Conservation Agriculture is a type of agriculture whose techniques are focused on the conservation, improvement and efficient use of the resources through an integrated management of the soil, water, biological agents and externals inputs.
This type of agriculture promotes the species diversification, biodiversity and reduction of cultivation works, with the intention of conserve the soil and to reduce its loss and erosion. In this way, agricultural production system employs differents practices adapted to local conditions that allows sustainable agricultural production intensification. Further, Conservation Agriculture enables the integration of other sectors, like cattle raising or the integration of trees and pastures into the agricultural landscape.
FAO has based Conservation Agriculture in three main principles, universally applicable and adaptable to each environment:
- Continuous minimum mechanical soil disturbance with direct seeding (i.e. no-tillage). This principle is focused to soil conservation, erosion reduction and organic material conservation.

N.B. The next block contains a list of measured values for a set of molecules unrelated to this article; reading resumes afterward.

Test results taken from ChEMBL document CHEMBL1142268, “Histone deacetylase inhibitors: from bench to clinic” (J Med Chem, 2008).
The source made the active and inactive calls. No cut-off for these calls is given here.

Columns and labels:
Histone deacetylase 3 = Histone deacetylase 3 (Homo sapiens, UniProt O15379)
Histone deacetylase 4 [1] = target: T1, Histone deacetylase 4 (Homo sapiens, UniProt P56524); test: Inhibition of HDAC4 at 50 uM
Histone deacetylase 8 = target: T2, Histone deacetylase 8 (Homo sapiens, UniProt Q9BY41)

- Permanent soil organic cover with crop residues and/or cover crops to the extent allowed by water availability. This cover prevents the appearance of weeds at the same time that protects soil of weather events and retains its moisture.
- Species diversification through varied crop sequences and associations involving at least three different crops. That allows the development of a living structure in soil that increases the variety of flora and fauna, nourishes plants and prevents plagues and diseases.
Soil is agricultural base and, however, is a non-renewable resource. Therefore, one of the main problems of this sector is soil degradation and loss. Conservation Agriculture tries to create a production system that harms soil as little as possible and reduces polluting factors, as well as labor intensity and production costs.